Parked In 1989, This ’74 Dodge Challenger One-Owner Survivor Has A Nice V8 Surprise


1974 is probably one of the saddest years in automotive history; mainly, April is a month that should be commemorated with the star-spangled banner at half-mast and the stars at the bottom. Why? Because two of Mopar’s greatest icons were written off that fateful month: the Plymouth Barracuda and the Dodge Challenger.

While the ‘Cuda was never raised from its ashes, the Dodge got a second chance 34 years after its demise, and it stands tall and proud today, carrying the standard passed on by its forefather from the Muscle Car age. Although, by 1974, the muscle was out of America’s piston sacrificial offerings.

To compare just how bad those times were for automotive enthusiasts (please translate this into `irrecuperable tire-smoke-addicts`), look at the following example. In 1970, the newly-introduced Dodge Challenger offered a base engine with six cylinders, 225 cubic inches of displacement (3.7 liters), and 145 hp.

By the time it was axed five years later, at the end of April 1970, the Challenger’s entry-level engine was a 318 V8 (5.2 liter) that produced 150 hp. To call this a cataclysm would be a galactic-proportioned understatement, but it is what it is. Believe it or not, there were times when performance was abruptly all but banned altogether.

This piston prohibition from the seventies left us with some combustion oddities that make little sense nowadays but were commonplace half a century ago. Take this 1974 survivor Dodge Challenger as the perfect example of muscle car decay and misery.

Not that the car is in bad condition – quite the contrary: it’s a magnificent example of proper gearheadedness: it had one owner since new until it was acquired by the selling dealer in June of this year. Before that, it belonged to a man who bought the car new in February 1974 and served as his daily driver until 1989.

After loyally fulfilling its duties, the Challenger was parked for three and a half decades. Not abandoned, nor forgotten, just retired off the road – and the car’s current condition shows its owner took great care of it.

Very little rust – check the gallery for details – and only minor aesthetical imperfections (normal on any car with a whisker under 61,000 miles / 98,150 kilometers on the clock). The car has the standard 1974 engine but an optional transmission.


That would be the 318-cube V8 – only eight-pot plants were offered in the Challenger’s final year of its first generation – mated to a three-speed TorqueFlite automatic. Both drivetrain elements are original and numbers-matching, just like the 2.71:1 rear.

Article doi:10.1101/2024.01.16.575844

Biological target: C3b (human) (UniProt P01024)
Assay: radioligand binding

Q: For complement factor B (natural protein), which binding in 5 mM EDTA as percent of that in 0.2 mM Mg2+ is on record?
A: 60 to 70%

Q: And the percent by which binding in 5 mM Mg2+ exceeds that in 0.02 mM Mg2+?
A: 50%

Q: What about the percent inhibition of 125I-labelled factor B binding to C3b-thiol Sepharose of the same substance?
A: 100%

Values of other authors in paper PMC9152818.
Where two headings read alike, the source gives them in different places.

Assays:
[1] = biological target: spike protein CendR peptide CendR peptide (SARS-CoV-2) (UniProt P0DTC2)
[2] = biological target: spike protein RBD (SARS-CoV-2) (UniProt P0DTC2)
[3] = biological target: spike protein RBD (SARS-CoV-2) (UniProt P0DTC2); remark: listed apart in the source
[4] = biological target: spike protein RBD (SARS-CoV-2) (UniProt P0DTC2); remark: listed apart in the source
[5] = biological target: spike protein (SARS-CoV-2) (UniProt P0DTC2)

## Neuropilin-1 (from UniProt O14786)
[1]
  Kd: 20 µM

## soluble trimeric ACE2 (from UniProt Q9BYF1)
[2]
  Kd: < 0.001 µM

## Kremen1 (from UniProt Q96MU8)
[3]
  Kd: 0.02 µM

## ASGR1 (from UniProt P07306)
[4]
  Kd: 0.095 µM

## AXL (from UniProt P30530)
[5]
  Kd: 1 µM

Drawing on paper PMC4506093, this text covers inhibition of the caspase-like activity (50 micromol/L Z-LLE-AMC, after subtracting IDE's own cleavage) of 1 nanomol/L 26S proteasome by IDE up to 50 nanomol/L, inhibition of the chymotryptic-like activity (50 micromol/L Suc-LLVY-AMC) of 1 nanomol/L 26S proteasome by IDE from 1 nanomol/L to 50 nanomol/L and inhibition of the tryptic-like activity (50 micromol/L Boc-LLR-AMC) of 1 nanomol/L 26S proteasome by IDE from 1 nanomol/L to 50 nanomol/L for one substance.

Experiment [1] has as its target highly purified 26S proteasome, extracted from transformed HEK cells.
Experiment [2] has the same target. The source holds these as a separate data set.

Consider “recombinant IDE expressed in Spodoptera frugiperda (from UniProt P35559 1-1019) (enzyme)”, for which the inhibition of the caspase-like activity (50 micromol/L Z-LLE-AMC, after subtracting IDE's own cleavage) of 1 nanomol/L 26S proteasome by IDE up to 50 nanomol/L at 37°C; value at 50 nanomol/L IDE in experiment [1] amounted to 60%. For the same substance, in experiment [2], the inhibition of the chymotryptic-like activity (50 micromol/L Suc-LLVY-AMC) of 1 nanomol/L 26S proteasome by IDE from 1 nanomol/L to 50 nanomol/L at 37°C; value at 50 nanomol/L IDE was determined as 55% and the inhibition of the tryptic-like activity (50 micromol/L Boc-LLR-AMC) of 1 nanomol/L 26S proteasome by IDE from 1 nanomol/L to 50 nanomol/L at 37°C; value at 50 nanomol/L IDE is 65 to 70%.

Again, the year was 1974, and fuel economy suddenly became a very highly prized attribute of American automobiles (the Arabs weren’t THAT fond of petrodollars, apparently). And the U.S. fuel emissions performance choke dug deeper the grave for muscle cars’ virility.

Consequently, the measly 318 only produced an SAE-net 150 hp (152 PS) and 255 lb-ft (346 Nm), largely due to an 8.6:1 compression ratio and a single two-barrel carburetor. With all the federally-mandated detuning, Chrysler’s copywriters must have had a very hard time writing something worth reading – and they couldn’t say much about the Challenger’s emblematic features.

Because they were long gone and forgotten by 1974. The big-blocks had been ditched at the end of the 1971 model year, and the only remaining engine options were the 318 and its 360 CID (5.9-liter) bigger brother. Performance was a thing of the past, so the main attribute of the nameplate wasn’t even hinted at in the sales brochures (check an example in the gallery).

Instead, drivability was the main characteristic, and comfort was emphasized: “Very plush. But far from stuffy” was the key message in the ads for this desecrated relic of a once-formidable machine. With all this against it, the Challenger sold just 16,437 units in its first generation’s final year – a 50% drop compared to 1973.Overall, some 188,600 Challengers were built in the five-year production run, and this individual unit we see here is among the last ones made.

Probably one of the very few survivors from the last year and definitely one of the best-looking unrestored examples. The car has about all the documentation one can ask for – including the original window sticker, purchase agreement, warranty paperwork, owner’s manual, broadcast sheet, door sticker, and decades of Kansas registrations. The Dodge has been maintained in a road-worthy state (legally speaking) until 2012 – that’s the last registration year of this superb survivor.

Among the few modifications made, the front bucket seats would be the most notable change – they were re-covered in the early 80s – and the CB and 8-track radio. Also, in 1978, a dealership installed a cruise control – and the paperwork backs this day-two addition.